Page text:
So, it’s no surprise that a recent survey found that, of the top 100 verses cited in systematic theology books, only 9 were from the Old Testament. I’m no math genius, but that’s more than 9 out of 10 citations from the NT, vs. the OT. One of the top verses cited by theologians is John 1.14. Likewise, every verse in 1 Corinthians is referenced by at least one theologian. By my count, that’s 438 verses — each one deemed worthy of at least one mention by at least one writer in the attempt to describe what the Bible and God are all about.

I couldn’t agree more. John 1.14 is a key verse to understand God; 1 Corinthians might just be my favorite New Testament book. But is there something we miss when only 9% of our study, our focus, and our teaching comes from the OT?

Well, yes.

We miss the whole story. We miss the bigger picture of what God is doing. We miss out on how we got here. In short, we miss out on a part of our story.

The scholar N.T. Wright describes it something like this: imagine going to a 3-act play. If you arrive late, you’ll get a sense of the story: who the good guys are, who the bad guys are. You’ll pick up on the plot and theme. But what you won’t know are the details; the background; how we got here. Why, for example, Luke and Leia seem to have a connection that goes beyond the business at hand — and why Darth Vader is more than just a bad guy in a black mask. In other words, if you jump into the middle of the stream that is Star Wars, you’ll quickly be rooting for Luke & Leia, but you won’t know where they came from. You’ll only know the key ideas, the key players, the major plotline — but you won’t know the whole story.

Something similar happens when we open our Bibles and start in the New Testament. We jump into the middle of a multi-act play. If we turn to one of the gospels, then we’re in Act 2. If we start with Acts or one of Paul’s letters, we’re in Act 3. We even get glimpses of Act 5 throughout the Bible (e.g., Revelation, 1 Thessalonians 4; in fact, even parts of the OT point us to Act 5 — like Isaiah 65.17-25).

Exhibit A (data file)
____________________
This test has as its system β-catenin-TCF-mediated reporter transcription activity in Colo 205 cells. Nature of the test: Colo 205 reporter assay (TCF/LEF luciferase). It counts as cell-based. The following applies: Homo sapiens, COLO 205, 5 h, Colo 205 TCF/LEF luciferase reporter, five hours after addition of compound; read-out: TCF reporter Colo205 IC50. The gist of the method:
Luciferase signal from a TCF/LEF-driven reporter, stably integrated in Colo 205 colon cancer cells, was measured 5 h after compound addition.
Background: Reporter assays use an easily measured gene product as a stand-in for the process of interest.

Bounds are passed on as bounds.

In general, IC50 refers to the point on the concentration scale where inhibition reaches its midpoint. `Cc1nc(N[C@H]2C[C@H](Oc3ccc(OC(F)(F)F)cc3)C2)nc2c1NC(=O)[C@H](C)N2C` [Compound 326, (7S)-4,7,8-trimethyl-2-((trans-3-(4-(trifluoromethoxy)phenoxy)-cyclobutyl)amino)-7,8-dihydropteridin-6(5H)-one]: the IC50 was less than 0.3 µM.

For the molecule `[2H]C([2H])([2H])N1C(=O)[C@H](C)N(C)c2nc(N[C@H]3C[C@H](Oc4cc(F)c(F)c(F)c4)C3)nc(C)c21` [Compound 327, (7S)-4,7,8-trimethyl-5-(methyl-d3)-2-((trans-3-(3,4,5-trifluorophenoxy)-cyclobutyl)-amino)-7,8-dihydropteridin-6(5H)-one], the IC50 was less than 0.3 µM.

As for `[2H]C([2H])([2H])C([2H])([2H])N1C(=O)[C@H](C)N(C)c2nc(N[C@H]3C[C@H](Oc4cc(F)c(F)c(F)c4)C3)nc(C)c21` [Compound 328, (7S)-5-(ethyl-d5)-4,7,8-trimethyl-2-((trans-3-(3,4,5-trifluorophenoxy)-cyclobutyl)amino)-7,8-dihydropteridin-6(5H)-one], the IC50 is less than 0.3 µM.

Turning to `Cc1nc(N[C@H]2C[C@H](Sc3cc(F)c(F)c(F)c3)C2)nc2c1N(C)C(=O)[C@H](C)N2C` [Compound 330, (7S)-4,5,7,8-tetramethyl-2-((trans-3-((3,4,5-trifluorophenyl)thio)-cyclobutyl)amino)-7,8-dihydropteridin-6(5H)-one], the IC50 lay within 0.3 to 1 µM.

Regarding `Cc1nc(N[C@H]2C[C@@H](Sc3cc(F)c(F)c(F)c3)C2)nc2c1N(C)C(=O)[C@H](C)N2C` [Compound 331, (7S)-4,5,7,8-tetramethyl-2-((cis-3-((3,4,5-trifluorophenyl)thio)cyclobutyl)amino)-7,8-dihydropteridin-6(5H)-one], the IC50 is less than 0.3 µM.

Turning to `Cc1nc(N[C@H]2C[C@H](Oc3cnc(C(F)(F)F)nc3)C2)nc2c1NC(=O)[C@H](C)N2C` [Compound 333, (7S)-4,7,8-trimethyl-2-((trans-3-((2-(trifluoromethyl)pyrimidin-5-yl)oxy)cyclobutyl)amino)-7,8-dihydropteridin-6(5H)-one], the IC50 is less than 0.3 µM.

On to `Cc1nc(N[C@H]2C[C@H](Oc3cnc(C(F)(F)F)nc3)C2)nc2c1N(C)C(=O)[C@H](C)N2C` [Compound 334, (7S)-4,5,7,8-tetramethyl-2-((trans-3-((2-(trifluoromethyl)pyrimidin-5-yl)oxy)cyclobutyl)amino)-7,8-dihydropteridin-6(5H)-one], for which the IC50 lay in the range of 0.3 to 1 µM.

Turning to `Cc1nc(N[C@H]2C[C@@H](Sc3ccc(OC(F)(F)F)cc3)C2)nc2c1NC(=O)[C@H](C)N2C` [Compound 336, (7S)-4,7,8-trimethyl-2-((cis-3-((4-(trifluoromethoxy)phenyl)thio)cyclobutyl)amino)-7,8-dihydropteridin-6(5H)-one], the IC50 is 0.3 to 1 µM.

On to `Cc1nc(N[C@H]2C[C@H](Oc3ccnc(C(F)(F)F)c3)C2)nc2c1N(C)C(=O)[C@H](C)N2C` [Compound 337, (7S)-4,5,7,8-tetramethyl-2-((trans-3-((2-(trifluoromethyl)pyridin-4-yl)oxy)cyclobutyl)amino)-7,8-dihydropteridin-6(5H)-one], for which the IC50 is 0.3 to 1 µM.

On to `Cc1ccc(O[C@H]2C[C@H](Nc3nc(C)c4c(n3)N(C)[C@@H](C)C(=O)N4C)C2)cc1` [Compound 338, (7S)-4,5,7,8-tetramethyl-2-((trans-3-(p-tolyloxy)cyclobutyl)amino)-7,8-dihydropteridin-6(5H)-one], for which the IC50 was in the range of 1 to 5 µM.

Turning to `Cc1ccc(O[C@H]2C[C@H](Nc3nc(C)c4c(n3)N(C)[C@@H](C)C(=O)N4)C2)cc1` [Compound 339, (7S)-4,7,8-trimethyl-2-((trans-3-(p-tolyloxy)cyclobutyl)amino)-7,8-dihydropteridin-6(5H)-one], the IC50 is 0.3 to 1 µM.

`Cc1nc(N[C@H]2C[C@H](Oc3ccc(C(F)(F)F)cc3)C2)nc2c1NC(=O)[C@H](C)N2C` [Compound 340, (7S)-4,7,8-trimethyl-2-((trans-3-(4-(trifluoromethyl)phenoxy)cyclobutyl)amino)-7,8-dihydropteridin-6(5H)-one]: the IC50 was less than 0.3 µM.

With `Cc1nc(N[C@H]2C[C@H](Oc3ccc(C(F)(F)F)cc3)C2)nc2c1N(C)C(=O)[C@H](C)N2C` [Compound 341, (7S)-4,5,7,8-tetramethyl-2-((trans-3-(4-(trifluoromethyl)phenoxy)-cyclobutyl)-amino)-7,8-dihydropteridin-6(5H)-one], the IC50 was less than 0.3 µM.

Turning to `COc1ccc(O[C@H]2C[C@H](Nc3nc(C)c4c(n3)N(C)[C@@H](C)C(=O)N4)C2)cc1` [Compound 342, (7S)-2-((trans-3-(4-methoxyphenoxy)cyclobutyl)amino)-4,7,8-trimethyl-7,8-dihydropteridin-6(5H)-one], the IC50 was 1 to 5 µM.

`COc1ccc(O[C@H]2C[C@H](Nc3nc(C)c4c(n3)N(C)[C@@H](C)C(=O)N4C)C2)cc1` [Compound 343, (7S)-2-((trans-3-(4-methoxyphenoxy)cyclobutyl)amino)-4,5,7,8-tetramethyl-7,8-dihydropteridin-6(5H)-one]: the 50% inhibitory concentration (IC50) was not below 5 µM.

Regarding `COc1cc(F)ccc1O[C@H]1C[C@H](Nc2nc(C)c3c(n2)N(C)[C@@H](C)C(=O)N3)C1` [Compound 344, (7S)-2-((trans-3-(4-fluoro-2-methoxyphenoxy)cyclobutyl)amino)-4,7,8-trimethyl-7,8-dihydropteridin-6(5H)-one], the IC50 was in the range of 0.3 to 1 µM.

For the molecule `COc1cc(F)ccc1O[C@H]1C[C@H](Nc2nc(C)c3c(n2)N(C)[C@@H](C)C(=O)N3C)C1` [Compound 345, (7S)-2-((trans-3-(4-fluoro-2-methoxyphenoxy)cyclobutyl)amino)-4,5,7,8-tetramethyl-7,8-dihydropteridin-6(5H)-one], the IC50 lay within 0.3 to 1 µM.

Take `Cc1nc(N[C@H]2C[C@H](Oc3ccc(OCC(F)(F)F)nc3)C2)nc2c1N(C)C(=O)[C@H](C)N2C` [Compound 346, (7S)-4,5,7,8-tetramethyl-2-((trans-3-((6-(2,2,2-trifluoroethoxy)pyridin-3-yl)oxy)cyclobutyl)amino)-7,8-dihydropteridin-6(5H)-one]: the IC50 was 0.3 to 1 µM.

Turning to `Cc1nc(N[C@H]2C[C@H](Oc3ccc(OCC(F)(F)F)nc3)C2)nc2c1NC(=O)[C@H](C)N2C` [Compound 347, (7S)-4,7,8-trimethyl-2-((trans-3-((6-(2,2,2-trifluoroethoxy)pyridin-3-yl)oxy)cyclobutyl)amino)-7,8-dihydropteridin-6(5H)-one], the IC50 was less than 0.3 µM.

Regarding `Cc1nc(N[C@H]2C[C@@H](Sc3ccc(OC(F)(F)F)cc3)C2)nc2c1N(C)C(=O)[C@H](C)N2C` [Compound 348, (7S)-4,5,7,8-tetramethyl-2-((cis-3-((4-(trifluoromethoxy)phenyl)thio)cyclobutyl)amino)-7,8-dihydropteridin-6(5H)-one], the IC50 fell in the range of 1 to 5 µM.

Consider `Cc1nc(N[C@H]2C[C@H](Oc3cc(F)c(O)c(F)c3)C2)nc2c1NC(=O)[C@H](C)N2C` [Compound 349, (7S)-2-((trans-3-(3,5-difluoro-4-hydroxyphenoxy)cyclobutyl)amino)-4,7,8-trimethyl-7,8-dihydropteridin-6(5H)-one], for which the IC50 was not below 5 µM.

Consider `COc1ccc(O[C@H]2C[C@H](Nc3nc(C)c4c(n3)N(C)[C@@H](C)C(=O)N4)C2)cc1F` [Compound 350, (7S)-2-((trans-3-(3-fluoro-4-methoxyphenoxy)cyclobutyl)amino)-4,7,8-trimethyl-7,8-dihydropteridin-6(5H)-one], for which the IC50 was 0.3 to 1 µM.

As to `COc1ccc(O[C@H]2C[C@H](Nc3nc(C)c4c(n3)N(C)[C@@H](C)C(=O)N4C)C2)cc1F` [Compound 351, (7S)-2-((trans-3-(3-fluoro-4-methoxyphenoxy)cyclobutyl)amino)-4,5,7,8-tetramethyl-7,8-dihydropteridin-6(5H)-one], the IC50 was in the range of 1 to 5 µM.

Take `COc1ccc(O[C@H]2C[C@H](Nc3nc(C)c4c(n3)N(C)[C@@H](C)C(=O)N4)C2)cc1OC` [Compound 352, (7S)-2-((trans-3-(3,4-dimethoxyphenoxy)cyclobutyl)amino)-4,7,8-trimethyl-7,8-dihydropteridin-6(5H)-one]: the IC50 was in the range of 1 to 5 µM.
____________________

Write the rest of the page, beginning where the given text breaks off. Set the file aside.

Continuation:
Now, there is nothing wrong with jumping in, midstream. In fact, that’s what I encourage new Bible readers to do: learn Jesus first, and then see how he leads to the Church. But don’t overlook the importance of going back and learning what led up to them. For all the acts of the story are needed to understand the whole story.

This is especially true because, as you may have noticed, I didn’t mention Act 4 of the drama. If Act 1 is the story of Israel, Act 2 is Jesus, Act 3 is the early church, and Act 5 is the return of Jesus and the completion of all things, what’s Act 4?

Us. You, me, the church that picks up the story where the Bible leaves off, and continues until the true Author of the Story, Jesus, returns.

We are Act 4. And to live our part faithfully, and well, we’ve got to know the acts that precede us — which includes, of course, the OT.

So, don’t be afraid of the OT. Even the hard parts. Read the script. Learn the back story. And play your part well.

Next time: more on how to read the OT.